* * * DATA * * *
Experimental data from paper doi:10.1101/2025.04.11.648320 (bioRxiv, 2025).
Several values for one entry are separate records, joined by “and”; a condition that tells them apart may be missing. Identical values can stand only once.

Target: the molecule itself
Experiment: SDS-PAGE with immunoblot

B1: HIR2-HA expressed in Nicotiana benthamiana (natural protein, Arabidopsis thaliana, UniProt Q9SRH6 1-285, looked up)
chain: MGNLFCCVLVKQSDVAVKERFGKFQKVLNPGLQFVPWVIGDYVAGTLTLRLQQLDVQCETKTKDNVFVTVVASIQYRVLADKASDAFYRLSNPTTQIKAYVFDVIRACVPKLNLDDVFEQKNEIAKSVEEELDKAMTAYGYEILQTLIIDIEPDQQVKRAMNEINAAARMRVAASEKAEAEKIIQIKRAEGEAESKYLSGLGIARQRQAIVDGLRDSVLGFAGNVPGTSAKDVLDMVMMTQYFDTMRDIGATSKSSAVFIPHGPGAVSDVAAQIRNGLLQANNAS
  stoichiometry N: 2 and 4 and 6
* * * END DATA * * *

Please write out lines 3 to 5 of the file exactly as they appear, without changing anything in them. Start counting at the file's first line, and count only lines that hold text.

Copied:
Target: the molecule itself
Experiment: SDS-PAGE with immunoblot

B1: HIR2-HA expressed in Nicotiana benthamiana (natural protein, Arabidopsis thaliana, UniProt Q9SRH6 1-285, looked up)